Lord Gillies, in giving his opinion and superstitious resources, sentenced as to the punishment to be awarded, the pannel to six months' imprisonment stated, that it was strange to see the in the jail of Glasgow. absurdity and folly in this enlightened The pannel, before leaving the bar, age, of persons living in a land where assured his Lordship that she never the doctrines of Christianity were so would have committed the crime she openly and widely preached, becoming had been convicted of, had it not been the dupes of persons of the description for bad advice, and that she never again of the pannel

. Did the persons, he would put it in the power of the Court would ask, who resorted to the panne! to so reprimand her.

PROSECUTIONS AND MISCELLANEOUS CASES.

PROCEEDINGS IN CHANCERY RELA- Tempest to the date of the present

TIVE TO THE MARRIAGE OF LORD transaction. He referred to the Mas. STEWART WITH LADY FRANCES ter's report of 1814, made for the purVANE TEMPEST.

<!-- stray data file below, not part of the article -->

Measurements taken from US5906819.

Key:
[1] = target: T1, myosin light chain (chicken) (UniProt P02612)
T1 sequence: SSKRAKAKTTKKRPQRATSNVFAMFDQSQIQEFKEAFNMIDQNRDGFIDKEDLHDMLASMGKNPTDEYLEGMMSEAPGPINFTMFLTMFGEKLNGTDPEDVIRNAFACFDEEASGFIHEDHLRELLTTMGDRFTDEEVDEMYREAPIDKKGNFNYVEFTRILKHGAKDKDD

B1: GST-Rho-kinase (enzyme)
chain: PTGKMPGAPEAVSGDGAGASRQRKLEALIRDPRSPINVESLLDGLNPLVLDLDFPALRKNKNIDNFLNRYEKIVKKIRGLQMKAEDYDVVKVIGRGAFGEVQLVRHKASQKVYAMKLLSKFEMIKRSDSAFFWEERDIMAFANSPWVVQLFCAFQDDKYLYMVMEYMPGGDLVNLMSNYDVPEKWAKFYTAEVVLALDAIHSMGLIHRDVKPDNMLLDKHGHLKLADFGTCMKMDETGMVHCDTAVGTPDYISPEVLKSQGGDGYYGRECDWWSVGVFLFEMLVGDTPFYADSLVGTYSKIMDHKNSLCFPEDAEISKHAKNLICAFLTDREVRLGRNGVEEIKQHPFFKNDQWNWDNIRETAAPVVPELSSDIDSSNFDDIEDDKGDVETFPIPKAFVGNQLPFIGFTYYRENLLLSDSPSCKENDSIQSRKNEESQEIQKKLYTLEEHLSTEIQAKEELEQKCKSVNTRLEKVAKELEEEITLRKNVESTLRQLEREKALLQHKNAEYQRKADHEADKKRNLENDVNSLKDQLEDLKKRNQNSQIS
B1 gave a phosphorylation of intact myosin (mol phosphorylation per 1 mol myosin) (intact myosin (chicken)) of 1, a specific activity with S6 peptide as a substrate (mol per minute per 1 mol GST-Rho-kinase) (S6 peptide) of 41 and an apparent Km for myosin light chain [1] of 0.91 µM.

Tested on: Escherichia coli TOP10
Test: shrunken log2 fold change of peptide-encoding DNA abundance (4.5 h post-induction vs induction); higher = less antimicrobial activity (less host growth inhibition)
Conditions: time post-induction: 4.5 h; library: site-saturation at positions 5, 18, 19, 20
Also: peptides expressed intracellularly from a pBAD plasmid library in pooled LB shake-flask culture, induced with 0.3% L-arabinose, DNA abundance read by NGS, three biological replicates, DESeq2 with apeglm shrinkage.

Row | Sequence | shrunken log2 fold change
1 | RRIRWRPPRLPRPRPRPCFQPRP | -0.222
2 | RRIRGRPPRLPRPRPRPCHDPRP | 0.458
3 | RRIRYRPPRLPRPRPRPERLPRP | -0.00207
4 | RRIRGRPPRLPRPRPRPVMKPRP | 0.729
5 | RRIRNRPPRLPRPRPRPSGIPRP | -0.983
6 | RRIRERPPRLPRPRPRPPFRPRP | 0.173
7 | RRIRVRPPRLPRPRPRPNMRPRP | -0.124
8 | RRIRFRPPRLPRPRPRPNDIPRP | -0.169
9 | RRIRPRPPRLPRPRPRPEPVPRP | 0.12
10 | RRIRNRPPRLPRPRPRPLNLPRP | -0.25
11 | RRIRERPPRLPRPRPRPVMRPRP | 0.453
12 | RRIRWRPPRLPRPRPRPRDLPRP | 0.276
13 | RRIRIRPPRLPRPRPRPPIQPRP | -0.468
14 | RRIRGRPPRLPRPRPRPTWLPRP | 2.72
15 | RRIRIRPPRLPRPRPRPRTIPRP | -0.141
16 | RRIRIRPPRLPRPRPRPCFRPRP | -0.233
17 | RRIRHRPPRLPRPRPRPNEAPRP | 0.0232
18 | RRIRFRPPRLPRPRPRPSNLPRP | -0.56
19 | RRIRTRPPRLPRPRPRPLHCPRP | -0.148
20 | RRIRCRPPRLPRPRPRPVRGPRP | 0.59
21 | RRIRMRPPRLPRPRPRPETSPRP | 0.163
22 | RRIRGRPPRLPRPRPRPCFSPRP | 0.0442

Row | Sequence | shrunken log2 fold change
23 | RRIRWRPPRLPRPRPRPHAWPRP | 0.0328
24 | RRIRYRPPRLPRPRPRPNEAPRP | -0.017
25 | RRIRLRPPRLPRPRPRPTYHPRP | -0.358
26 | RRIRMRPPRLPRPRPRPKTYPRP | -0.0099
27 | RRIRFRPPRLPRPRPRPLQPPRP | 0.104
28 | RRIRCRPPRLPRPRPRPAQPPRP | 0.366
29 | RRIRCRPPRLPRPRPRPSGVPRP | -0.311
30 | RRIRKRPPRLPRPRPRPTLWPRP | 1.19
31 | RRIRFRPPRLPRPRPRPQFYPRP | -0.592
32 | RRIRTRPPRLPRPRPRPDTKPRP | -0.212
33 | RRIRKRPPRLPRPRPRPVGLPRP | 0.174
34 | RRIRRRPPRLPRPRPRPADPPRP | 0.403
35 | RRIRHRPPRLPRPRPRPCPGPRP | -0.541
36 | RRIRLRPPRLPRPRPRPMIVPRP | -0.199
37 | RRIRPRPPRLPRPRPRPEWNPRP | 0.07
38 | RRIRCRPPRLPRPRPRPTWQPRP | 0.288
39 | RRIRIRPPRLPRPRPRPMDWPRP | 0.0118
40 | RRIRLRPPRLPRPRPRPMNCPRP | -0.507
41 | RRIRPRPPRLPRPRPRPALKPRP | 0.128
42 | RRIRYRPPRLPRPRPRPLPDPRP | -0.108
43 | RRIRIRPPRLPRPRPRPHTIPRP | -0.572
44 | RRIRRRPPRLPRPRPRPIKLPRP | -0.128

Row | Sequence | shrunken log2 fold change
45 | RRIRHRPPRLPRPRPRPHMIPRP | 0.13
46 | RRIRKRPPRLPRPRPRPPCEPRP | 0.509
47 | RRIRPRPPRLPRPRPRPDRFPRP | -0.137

pose of settling a plan for the educa

tion of this young lady; and the MasCourt of Chancery.— Tuesday, ter thought proper to find, that Lady April 28.

Frances should not be allowed to live

with either of her guardians, but was From the great length of the pro- to be placed under the care of Mrs ceedings in this case, we are obliged Kay, a person of the highest respecta. to confine ourselves to the summary bility; and Lady Frances, by the same contained in the Chancellor's speeches. order, was restricted from making any His Lordship began as follows. visits, excepting such short and occa